Major Global Events

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Major Global Events

Global Market Returns                        Q4            LTM

MSCI World Equity Index                 - 13.4%       - 8.7%

MSCI Emerging Market Index           - 7.4%      - 10.1%

BB Global Aggregate Bond Index        1.3%          0.1%

Summary

  • The Brexit debacle shows no sign of abating
  • US-China trade war weighs on confidence
  • China steps up stimulus as economy slows
  • Global equities posted sharp declines

The Brexit debacle plaguing UK politics shows no sign of abating. It seemed that a significant hurdle had been overcome after the EU declared support for Prime Minister May’s Withdrawal Agreement. However, following the resignation of some of her ministers, and widespread opposition to the Northern Irish Backstop proposals, May delayed a vote on it in Parliament until the new year due to expectations of an overwhelming defeat.

The US-China trade war begins to weigh on confidence as a resolution remains elusive. The US has imposed $200bn worth of tariffs on Chinese imports since the trade war began last year. China has retaliated with $60bn of counter tariffs but the US had been threatening to up the ante, with an additional $267bn to be imposed in December. Some good news came late in the year when the US agreed on a 90-day delay to these additional tariffs. A lot of damage had already been felt however with market confidence severely dented.

China steps up its stimulus measures as economic activity slows. Historically, China’s economic growth has been fuelled by infrastructure spending on a gargantuan scale. However, since the large stimulus measures of 2016, policy makers have actually been clamping down on lending, which has had a tightening effect on the economy. As more and more signs of a slowing Chinese economy have developed, speculation has been growing as to what, if any, stimulus measures China will implement. We saw small but more numerous, and hence positive, policies enacted towards the end of the year which should provide support in 2019.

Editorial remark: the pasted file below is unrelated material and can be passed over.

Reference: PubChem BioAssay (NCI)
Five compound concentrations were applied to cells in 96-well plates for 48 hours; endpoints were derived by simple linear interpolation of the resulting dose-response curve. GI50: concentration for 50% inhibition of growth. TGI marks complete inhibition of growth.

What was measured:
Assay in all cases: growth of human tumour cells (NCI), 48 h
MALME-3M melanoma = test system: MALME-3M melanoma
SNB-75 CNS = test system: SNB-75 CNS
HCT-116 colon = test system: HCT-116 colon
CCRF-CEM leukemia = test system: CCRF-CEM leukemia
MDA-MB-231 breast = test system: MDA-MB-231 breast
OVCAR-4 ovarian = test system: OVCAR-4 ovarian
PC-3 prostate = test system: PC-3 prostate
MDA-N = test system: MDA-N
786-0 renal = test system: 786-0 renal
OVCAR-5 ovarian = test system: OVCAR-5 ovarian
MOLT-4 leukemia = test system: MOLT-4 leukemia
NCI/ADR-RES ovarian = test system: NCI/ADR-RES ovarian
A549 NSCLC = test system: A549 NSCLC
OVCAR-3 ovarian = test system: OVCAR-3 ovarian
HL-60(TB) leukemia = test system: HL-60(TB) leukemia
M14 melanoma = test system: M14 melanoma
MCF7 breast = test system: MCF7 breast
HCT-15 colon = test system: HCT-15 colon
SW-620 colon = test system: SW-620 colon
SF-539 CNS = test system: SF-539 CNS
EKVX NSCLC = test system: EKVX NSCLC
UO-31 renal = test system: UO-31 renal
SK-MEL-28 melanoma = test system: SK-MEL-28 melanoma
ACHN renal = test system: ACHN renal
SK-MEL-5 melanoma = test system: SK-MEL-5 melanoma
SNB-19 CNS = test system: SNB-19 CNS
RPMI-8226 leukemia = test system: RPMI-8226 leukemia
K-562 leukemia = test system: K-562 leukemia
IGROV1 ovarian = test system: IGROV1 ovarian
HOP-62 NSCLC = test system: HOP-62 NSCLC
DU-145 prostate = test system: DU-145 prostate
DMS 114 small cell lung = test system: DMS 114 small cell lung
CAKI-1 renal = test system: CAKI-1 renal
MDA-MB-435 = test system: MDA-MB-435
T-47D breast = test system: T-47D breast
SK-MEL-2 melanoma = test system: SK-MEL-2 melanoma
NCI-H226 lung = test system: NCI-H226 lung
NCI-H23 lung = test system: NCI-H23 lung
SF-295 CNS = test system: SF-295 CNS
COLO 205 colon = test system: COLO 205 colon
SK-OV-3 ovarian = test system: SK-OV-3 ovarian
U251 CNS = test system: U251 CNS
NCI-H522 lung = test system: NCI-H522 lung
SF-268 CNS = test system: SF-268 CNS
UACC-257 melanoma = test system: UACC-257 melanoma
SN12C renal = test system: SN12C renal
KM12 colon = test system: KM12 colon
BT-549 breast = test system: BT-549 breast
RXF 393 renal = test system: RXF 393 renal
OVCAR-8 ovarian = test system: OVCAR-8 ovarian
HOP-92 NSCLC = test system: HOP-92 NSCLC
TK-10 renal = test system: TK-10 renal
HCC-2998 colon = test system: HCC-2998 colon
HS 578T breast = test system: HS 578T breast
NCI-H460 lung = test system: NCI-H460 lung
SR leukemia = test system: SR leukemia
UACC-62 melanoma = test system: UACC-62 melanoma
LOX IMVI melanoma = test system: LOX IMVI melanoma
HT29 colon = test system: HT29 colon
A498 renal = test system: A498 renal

Global equities posted sharp declines due to fears over global trade and the impact this could have on global growth. There were few places to hide as all major equity markets fell. Equity volatility also increased sharply as we saw some large single-day moves both up and down. Government bond yields fell meaning that they generated a small, but nevertheless positive, return over the period.

"It is not the strongest or the most intelligent who will survive, but those who can best manage change.” - Leon C. Megginson